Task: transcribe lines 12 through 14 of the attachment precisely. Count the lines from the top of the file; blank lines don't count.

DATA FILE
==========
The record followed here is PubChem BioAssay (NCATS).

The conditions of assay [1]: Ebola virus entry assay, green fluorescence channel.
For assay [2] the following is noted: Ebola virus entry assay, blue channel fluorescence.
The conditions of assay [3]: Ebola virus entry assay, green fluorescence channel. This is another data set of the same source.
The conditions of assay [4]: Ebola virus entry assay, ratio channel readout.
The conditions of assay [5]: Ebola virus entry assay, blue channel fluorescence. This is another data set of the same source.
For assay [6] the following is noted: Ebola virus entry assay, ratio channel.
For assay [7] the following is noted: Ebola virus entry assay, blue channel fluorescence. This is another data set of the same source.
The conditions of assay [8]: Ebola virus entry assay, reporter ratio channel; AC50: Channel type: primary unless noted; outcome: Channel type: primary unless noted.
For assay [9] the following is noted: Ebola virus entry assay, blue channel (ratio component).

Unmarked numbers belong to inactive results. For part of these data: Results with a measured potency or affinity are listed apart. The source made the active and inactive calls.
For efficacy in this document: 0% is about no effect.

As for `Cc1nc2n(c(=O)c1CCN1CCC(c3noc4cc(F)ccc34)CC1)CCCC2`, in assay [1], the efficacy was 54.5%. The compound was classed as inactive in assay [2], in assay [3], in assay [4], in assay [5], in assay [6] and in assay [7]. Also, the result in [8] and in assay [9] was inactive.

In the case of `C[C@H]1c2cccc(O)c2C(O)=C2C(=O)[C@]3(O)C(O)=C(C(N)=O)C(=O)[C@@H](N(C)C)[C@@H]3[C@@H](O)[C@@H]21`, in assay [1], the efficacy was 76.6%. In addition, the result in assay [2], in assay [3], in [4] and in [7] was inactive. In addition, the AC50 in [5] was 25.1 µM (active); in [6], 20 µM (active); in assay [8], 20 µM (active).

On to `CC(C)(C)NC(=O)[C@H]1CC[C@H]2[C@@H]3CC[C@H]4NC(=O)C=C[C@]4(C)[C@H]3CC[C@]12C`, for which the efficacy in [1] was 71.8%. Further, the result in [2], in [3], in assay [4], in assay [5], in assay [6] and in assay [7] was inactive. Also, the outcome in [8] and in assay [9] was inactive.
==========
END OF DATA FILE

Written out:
For efficacy in this document: 0% is about no effect.

As for `Cc1nc2n(c(=O)c1CCN1CCC(c3noc4cc(F)ccc34)CC1)CCCC2`, in assay [1], the efficacy was 54.5%. The compound was classed as inactive in assay [2], in assay [3], in assay [4], in assay [5], in assay [6] and in assay [7]. Also, the result in [8] and in assay [9] was inactive.

In the case of `C[C@H]1c2cccc(O)c2C(O)=C2C(=O)[C@]3(O)C(O)=C(C(N)=O)C(=O)[C@@H](N(C)C)[C@@H]3[C@@H](O)[C@@H]21`, in assay [1], the efficacy was 76.6%. In addition, the result in assay [2], in assay [3], in [4] and in [7] was inactive. In addition, the AC50 in [5] was 25.1 µM (active); in [6], 20 µM (active); in assay [8], 20 µM (active).